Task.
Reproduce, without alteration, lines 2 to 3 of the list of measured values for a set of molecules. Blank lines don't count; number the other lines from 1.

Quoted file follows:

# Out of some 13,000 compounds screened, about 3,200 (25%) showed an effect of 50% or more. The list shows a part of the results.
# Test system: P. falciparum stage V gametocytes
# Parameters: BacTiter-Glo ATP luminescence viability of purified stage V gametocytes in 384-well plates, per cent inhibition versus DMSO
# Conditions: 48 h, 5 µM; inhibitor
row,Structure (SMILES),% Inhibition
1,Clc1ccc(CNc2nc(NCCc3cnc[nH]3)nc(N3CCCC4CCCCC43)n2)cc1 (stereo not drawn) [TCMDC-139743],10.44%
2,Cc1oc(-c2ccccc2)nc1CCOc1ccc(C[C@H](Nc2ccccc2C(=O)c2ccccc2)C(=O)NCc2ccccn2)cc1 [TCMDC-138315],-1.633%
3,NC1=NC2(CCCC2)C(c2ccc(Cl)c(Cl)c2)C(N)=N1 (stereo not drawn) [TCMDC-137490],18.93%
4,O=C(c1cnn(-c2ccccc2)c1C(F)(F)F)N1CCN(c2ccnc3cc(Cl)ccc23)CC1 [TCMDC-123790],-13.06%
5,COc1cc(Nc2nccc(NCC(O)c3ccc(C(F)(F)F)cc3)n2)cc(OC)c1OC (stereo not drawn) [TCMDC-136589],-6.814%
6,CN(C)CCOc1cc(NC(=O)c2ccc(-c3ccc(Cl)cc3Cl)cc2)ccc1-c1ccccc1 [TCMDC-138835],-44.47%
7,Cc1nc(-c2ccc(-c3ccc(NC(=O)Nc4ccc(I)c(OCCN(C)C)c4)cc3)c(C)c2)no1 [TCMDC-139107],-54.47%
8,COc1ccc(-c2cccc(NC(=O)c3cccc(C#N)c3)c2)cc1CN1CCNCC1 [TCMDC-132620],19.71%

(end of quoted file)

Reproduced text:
# Test system: P. falciparum stage V gametocytes
# Parameters: BacTiter-Glo ATP luminescence viability of purified stage V gametocytes in 384-well plates, per cent inhibition versus DMSO